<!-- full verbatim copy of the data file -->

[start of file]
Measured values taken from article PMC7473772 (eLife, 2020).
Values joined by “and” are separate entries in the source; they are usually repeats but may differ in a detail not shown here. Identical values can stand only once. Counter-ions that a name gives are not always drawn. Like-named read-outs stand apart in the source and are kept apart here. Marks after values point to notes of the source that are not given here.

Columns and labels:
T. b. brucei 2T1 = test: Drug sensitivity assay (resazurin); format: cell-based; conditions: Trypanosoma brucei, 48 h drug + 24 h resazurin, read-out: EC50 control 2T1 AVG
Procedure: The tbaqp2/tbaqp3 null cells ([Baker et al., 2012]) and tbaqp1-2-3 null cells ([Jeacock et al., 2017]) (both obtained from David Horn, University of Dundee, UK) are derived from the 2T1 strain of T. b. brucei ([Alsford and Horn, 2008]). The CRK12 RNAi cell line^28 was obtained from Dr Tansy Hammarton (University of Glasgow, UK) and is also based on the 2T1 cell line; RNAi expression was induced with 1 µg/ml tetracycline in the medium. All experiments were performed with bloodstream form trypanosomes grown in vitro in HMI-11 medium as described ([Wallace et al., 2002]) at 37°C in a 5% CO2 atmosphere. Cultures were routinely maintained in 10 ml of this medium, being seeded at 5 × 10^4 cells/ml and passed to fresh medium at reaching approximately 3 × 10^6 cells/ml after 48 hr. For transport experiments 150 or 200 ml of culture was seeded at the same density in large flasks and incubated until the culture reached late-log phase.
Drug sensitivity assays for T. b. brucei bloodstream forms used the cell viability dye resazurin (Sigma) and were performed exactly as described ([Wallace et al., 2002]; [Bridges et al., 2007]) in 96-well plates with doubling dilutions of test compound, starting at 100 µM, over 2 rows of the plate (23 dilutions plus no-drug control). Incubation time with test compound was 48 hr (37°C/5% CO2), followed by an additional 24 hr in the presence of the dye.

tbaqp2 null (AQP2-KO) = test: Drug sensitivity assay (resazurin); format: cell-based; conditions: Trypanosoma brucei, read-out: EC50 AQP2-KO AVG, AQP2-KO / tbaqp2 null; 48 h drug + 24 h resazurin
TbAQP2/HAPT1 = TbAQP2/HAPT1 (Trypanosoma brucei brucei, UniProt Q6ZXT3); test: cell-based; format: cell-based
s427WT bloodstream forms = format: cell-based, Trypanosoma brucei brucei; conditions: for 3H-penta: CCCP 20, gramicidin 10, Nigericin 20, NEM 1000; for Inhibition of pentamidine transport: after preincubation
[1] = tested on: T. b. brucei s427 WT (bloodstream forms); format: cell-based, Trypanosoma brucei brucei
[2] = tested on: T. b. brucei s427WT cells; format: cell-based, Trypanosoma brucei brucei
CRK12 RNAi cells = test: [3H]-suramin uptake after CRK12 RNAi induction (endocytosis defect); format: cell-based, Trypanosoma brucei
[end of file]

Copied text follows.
Measured values taken from article PMC7473772 (eLife, 2020).
Values joined by “and” are separate entries in the source; they are usually repeats but may differ in a detail not shown here. Identical values can stand only once. Counter-ions that a name gives are not always drawn. Like-named read-outs stand apart in the source and are kept apart here. Marks after values point to notes of the source that are not given here.

Columns and labels:
T. b. brucei 2T1 = test: Drug sensitivity assay (resazurin); format: cell-based; conditions: Trypanosoma brucei, 48 h drug + 24 h resazurin, read-out: EC50 control 2T1 AVG
Procedure: The tbaqp2/tbaqp3 null cells ([Baker et al., 2012]) and tbaqp1-2-3 null cells ([Jeacock et al., 2017]) (both obtained from David Horn, University of Dundee, UK) are derived from the 2T1 strain of T. b. brucei ([Alsford and Horn, 2008]). The CRK12 RNAi cell line^28 was obtained from Dr Tansy Hammarton (University of Glasgow, UK) and is also based on the 2T1 cell line; RNAi expression was induced with 1 µg/ml tetracycline in the medium. All experiments were performed with bloodstream form trypanosomes grown in vitro in HMI-11 medium as described ([Wallace et al., 2002]) at 37°C in a 5% CO2 atmosphere. Cultures were routinely maintained in 10 ml of this medium, being seeded at 5 × 10^4 cells/ml and passed to fresh medium at reaching approximately 3 × 10^6 cells/ml after 48 hr. For transport experiments 150 or 200 ml of culture was seeded at the same density in large flasks and incubated until the culture reached late-log phase.
Drug sensitivity assays for T. b. brucei bloodstream forms used the cell viability dye resazurin (Sigma) and were performed exactly as described ([Wallace et al., 2002]; [Bridges et al., 2007]) in 96-well plates with doubling dilutions of test compound, starting at 100 µM, over 2 rows of the plate (23 dilutions plus no-drug control). Incubation time with test compound was 48 hr (37°C/5% CO2), followed by an additional 24 hr in the presence of the dye.

tbaqp2 null (AQP2-KO) = test: Drug sensitivity assay (resazurin); format: cell-based; conditions: Trypanosoma brucei, read-out: EC50 AQP2-KO AVG, AQP2-KO / tbaqp2 null; 48 h drug + 24 h resazurin
TbAQP2/HAPT1 = TbAQP2/HAPT1 (Trypanosoma brucei brucei, UniProt Q6ZXT3); test: cell-based; format: cell-based
s427WT bloodstream forms = format: cell-based, Trypanosoma brucei brucei; conditions: for 3H-penta: CCCP 20, gramicidin 10, Nigericin 20, NEM 1000; for Inhibition of pentamidine transport: after preincubation
[1] = tested on: T. b. brucei s427 WT (bloodstream forms); format: cell-based, Trypanosoma brucei brucei
[2] = tested on: T. b. brucei s427WT cells; format: cell-based, Trypanosoma brucei brucei
CRK12 RNAi cells = test: [3H]-suramin uptake after CRK12 RNAi induction (endocytosis defect); format: cell-based, Trypanosoma brucei